Obama pledges Afghan war end; notes loss of Pakistanis in Peshawar
25 September, 2013
NEW YORK: US President Barack Obama told the UN General Assembly that the United States is on course to concluding the Afghan war but warned a splintered al Qaeda still poses threat to peace and security.
He also noted that Washington has limited its counter terrorism drone operations and only targets when there is certainty of no civilian loss. While looking at the world scenario, he said the innocent people continue to suffer and cited the loss of around 100 Pakistanis in a Peshawar church attack.
"Next year, an international coalition will end its war in Afghanistan, having achieved its mission of dismantling the core of al Qaeda that attacked us on 9/11," he told the 193-member assembly as the high-level 68th session debate got underway.
Prime Minister Nawaz Sharif is among a galaxy of heads of state/government who are attending the annual gathering of the world body under a huge security cover at UN Headquarters in New York. In his half-an-hour address, Obama said as the Iraq war has ended, Afghanistan conflict is coming to a close for the United States, "these new circumstances have also meant shifting away from a perpetual war footing".
"Beyond bringing our troops home, we have limited the use of drones so they target only those who pose a continuing, imminent threat to the United States where capture is not feasible, and there is a near certainty of no civilian casualties."
He also referred to the transfer of detainees to other countries and trial of terrorists in the court of law, and told the international community that his administration is "working diligently to close the prison at Guantanamo Bay".
He also addressed the question of US intelligence gathering around the world in the wake of international criticism that followed whistleblower Edward Snowden's leaks.
"And just as we reviewed how we deploy our extraordinary military capabilities in a way that lives up to our ideals, we have begun to review the way that we gather intelligence, so as to properly balance the legitimate security concerns of our citizens and allies, with the privacy concerns that all people share."
He claimed that a result of the US work, and cooperation with allies and partners, "the world is more stable than it was five years ago". "But even a glance at today's headlines indicates the dangers that remain. In Kenya, we've seen terrorists target innocent civilians in a crowded shopping mall. In Pakistan, nearly 100 people were recently killed by suicide bombers outside a church. In Iraq, killings and car bombs continue to be a horrific part of life. Meanwhile, al Qaeda has splintered into regional networks and militias, which has not carried out an attack like 9/11, but does pose serious threats to governments, diplomats, businesses and civilians across the globe."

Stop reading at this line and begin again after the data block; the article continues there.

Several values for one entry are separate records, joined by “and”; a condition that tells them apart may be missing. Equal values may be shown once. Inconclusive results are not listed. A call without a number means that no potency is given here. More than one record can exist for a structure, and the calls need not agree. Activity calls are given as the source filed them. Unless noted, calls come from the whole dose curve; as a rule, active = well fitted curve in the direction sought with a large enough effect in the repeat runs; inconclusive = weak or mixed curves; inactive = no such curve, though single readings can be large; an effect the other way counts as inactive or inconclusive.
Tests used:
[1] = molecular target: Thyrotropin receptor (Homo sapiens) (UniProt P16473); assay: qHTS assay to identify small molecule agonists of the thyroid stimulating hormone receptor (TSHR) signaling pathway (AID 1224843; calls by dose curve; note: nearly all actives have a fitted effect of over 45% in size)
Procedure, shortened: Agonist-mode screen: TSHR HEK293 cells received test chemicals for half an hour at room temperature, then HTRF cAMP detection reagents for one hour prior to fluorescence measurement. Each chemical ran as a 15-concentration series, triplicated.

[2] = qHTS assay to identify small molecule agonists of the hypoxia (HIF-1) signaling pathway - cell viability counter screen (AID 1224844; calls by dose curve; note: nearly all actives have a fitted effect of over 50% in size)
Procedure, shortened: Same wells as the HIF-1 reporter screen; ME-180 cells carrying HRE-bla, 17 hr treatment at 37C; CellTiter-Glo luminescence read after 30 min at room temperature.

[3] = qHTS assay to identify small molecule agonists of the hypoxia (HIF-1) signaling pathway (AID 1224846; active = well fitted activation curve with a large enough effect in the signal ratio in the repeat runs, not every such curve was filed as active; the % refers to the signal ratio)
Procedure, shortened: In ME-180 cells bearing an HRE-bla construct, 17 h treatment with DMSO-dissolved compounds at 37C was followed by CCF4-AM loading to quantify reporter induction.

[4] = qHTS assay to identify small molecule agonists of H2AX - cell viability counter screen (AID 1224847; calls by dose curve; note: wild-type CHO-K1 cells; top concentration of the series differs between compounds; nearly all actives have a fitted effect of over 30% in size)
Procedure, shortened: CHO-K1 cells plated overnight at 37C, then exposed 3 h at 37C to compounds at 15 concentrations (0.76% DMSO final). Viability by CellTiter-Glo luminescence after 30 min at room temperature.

Obama also warned that he remained ready to use force over Syria's chemical weapons as he demanded that the United Nations take action.
In a sometimes defensive speech, Obama said the United States was ready to defend interests in the Middle East including ensuring "free flow of energy" and prohibiting weapons of mass destruction. "The United States of America is prepared to use all elements of our power, including military force, to secure these core interests in the region," Obama told world leaders.
Obama said that the world's credibility was at stake after Syrian President Bashar al-Assad's alleged use of chemical weapons.
"There must be a strong (UN) Security Council resolution to verify that the Assad regime is keeping its commitments, and there must be consequences if they fail to do so," Obama said.
"If we cannot agree even on this, then it will show that the UN is incapable of enforcing the most basic of international laws. On the other hand, if we succeed, it will send a powerful message that the use of chemical weapons has no place in the 21st century, and that this body means what it says," he said.
Obama lashed out at critics who questioned whether Assad carried out the August 21 chemical attack near Damascus, which US intelligence says killed some 1,400 people.
"These rockets were fired from a regime-controlled neighbourhood and landed in opposition neighbourhoods," Obama said.
"It is an insult to human reason – and to the legitimacy of this institution – to suggest that anyone other than the regime carried out this attack," he said.
Obama, who rose to power as a critic of the Iraq war, faced strong opposition from some of his base over his threats to use force in Syria.
But Obama argued that his willingness to use force had triggered action and cast the Syria debate with a wider lens. "I do not believe that military action – by those within Syria, or by external powers – can achieve a lasting peace. Nor do I believe that America or any nation should determine who will lead Syria," Obama said.